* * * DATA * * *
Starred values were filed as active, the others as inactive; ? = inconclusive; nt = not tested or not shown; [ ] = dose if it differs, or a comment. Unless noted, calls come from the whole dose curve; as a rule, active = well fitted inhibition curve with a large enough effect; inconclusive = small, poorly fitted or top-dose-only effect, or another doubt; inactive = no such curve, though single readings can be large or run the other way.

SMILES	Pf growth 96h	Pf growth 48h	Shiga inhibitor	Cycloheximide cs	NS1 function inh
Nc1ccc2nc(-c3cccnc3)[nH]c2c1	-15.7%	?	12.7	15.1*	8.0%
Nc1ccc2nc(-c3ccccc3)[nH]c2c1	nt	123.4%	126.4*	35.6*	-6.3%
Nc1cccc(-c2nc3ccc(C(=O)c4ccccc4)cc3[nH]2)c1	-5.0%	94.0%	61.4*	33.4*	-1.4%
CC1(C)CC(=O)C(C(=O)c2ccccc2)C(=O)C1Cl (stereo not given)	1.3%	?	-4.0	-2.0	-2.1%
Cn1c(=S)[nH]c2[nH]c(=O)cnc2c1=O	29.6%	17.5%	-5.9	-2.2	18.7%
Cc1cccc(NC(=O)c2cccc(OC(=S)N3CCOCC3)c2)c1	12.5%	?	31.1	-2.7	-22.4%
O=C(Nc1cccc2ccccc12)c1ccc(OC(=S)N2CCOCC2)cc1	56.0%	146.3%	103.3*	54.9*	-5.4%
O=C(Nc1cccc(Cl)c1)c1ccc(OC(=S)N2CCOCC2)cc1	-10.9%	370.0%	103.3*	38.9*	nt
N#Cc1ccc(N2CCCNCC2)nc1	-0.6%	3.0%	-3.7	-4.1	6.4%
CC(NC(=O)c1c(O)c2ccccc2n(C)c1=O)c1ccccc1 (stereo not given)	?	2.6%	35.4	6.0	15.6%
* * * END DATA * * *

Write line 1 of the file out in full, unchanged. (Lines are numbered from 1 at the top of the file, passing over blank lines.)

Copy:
Starred values were filed as active, the others as inactive; ? = inconclusive; nt = not tested or not shown; [ ] = dose if it differs, or a comment. Unless noted, calls come from the whole dose curve; as a rule, active = well fitted inhibition curve with a large enough effect; inconclusive = small, poorly fitted or top-dose-only effect, or another doubt; inactive = no such curve, though single readings can be large or run the other way.